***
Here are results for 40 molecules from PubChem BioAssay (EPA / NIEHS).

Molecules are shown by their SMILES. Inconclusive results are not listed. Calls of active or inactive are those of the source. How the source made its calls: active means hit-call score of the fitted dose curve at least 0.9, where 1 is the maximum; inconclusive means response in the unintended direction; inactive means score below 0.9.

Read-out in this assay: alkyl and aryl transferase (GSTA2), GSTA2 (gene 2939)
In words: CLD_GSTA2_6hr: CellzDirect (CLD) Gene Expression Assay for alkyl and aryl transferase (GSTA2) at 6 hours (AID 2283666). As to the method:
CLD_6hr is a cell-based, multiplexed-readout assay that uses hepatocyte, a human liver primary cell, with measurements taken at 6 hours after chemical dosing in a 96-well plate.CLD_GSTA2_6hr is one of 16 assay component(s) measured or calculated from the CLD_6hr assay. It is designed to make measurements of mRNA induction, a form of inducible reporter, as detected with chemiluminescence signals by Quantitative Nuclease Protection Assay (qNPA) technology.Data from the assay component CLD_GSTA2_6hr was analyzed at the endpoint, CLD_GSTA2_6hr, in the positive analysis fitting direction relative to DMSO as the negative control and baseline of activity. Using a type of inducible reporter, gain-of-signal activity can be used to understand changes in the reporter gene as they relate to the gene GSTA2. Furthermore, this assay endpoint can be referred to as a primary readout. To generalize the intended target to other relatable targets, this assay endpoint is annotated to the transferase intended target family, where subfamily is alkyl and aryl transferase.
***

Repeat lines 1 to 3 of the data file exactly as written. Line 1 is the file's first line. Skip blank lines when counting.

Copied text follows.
Here are results for 40 molecules from PubChem BioAssay (EPA / NIEHS).

Molecules are shown by their SMILES. Inconclusive results are not listed. Calls of active or inactive are those of the source. How the source made its calls: active means hit-call score of the fitted dose curve at least 0.9, where 1 is the maximum; inconclusive means response in the unintended direction; inactive means score below 0.9.

Read-out in this assay: alkyl and aryl transferase (GSTA2), GSTA2 (gene 2939)